Yet on further reflection, maybe the issue today is more complex than that. In his larger catechism, Martin Luther invites us to consider what it means to have a god:   “To have a god,” Luther writes, “is nothing else than to trust and believe in that one with your whole heart…A god is the term for that to which we look for all good and in which we are to find refuge in all need.” In other words, a god by Luther’s definition is whatever gives our life meaning and that to which we give our time and energy.  Old Testament scholar Walter Brueggemann contends that “the issue for God’s people is characteristically wrong God and not no God.”  Today we have a pantheon of attractive–even addictive–values, technologies and sources of amusement that clamor for our attention and commitment.

C. Ellis Nelson’s memorial service was this week at the seminary chapel. Ellis was an esteemed theologian and educator who began his ministry as an associate pastor in this very congregation. In his book on the Ten Commandments, titled Love and the Law, Nelson suggests that we tend to have two kinds of gods:  inside gods and outside gods. 

For example, an inside god for many people is the all-out drive for personal success. Personal success can take many forms–reaching a certain income level, making the highest grade in a class, reaching the pinnacle of a career, and so on. If everything else, and everyone else, becomes secondary to achieving our personal goal, then the goal itself has become our god. 

Outside gods, Nelson suggests, are anything outside ourselves to which we give our total allegiance. What are the outside gods that demand attention today?  Well, there are too many to name, but one god I’ve been wondering about is the god of social media, which has a way of taking over our attention, captivating our interest, and monopolizing our time and energy.  Here at UPC we’re going to attempt to tap in to social media for good purpose this summer. But already we can all see how easy it is to become obsessed with the state of continual communication. If you find it difficult to walk down the street, sit still, drive a car, listen to a sermon or sit through a movie without talking, texting or tweeting, you may be holding an outside god in your pocket or purse.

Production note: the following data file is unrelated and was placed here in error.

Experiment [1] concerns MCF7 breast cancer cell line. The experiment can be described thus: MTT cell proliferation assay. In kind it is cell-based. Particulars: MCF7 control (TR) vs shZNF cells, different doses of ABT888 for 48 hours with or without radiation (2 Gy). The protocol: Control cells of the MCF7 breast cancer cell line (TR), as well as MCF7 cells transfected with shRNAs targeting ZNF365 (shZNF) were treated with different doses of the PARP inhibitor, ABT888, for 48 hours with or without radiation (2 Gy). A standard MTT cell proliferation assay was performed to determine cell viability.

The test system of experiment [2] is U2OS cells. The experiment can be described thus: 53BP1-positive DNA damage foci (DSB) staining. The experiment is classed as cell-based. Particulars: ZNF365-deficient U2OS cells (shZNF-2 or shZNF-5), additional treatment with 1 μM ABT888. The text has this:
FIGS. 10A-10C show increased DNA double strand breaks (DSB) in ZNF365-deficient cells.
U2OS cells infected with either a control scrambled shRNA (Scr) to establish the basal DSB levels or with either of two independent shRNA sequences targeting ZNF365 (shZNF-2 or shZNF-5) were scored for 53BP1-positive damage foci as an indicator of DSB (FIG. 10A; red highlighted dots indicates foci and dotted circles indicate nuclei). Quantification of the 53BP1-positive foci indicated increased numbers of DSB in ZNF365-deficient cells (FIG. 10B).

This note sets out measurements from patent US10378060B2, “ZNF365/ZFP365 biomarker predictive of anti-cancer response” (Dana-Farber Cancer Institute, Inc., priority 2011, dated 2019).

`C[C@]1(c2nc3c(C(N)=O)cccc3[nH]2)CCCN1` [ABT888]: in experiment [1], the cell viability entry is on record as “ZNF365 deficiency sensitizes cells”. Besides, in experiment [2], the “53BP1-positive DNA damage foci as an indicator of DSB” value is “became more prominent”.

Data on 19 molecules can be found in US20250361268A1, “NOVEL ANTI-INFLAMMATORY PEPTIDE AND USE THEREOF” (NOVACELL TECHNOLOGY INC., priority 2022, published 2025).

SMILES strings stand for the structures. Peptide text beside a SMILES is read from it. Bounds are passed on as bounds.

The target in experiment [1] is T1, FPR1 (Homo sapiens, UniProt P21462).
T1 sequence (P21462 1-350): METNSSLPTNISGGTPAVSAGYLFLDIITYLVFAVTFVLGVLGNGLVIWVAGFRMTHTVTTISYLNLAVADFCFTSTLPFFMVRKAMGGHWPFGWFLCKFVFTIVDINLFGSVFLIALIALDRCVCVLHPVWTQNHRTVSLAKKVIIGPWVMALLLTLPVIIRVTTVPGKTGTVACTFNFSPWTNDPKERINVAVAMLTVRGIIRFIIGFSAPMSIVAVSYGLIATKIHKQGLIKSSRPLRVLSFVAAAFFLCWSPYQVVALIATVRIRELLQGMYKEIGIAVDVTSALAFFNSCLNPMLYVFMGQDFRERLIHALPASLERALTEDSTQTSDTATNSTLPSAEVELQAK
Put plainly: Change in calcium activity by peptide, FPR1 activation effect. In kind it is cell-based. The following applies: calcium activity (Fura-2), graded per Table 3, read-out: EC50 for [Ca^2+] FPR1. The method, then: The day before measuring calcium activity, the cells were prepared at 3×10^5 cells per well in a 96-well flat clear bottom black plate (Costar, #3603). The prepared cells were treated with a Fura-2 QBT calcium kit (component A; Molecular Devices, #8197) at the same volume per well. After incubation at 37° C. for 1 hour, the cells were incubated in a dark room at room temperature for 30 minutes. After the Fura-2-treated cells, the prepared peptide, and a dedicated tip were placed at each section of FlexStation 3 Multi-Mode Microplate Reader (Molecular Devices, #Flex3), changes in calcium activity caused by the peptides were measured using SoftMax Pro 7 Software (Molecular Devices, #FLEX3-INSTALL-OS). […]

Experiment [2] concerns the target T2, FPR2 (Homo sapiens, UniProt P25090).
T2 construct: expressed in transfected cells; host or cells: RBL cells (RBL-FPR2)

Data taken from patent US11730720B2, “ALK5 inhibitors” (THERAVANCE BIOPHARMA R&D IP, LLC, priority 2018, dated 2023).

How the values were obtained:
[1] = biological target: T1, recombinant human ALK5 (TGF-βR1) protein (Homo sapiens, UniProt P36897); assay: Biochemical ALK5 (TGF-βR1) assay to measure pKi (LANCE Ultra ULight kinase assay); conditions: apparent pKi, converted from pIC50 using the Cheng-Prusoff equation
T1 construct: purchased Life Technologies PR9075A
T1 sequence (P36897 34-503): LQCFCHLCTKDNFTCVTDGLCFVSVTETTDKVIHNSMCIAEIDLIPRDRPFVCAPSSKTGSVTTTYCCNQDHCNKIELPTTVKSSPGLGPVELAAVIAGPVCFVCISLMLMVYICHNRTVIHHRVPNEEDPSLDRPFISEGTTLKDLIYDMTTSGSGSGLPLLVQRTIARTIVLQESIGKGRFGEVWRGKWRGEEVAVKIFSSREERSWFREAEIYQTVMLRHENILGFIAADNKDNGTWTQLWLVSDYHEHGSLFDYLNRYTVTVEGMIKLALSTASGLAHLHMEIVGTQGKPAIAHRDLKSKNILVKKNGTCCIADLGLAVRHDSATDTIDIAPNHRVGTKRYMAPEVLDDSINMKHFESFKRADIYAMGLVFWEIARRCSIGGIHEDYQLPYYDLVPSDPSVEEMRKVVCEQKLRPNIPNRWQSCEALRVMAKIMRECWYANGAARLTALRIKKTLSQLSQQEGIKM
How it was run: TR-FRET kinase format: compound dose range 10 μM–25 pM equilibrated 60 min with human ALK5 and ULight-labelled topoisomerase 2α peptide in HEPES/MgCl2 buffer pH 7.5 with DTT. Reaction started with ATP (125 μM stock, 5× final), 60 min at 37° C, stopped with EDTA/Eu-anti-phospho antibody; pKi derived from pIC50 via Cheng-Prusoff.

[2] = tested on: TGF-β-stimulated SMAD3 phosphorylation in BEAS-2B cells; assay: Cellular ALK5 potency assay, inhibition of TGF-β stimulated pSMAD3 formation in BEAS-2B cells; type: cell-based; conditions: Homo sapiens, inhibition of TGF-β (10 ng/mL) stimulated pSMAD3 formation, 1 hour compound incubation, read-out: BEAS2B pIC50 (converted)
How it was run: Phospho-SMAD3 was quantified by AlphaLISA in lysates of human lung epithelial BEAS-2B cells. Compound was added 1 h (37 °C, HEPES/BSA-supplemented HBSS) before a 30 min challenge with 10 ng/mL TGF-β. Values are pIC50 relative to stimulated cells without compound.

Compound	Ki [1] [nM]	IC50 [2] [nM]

Or consider the pervasive use of drugs in our society. Like all things, drugs properly used are beneficial, but they can very easily graduate from an aid to a god.  We have drugs–both legal and illicit–that help us sleep and others to wake us up. Drugs to calm us down, and drugs to speed us up…and these are just the legal ones. We have to wonder if our dependence on pharmaceuticals identifies them as a man-made god.  In any case, the First Commandment acknowledges that there are always other gods, other powers at work in our world that take priority in our lives, but always at the expense of genuine well-being and peace.

So we can begin to hear the 10 Commandments in a new key when we realize that these laws are in essence an expression of God’s love.  The prologue of the Ten Commandments is key to all that follows: “I am the Lord your God, who brought you out of the land of Egypt, out of the house of slavery…” In other words, God has been revealed to us as the God who comes to us to deliver us form all forms of human bondage. God alone is always faithful, always good, always acting for our well-being.

Friends, in truth we will have a god, or perhaps many gods. So how shall we keep our lives from being chaotic, divided and self-destructive?  How will we find peace within and healthy relationships without?  We start by getting our priorities straight.  We have to put first things first.  We have to love the Lord our God with all our heart, with all our soul, and with all our might.”  That, said Jesus, is the first and the greatest commandment of all.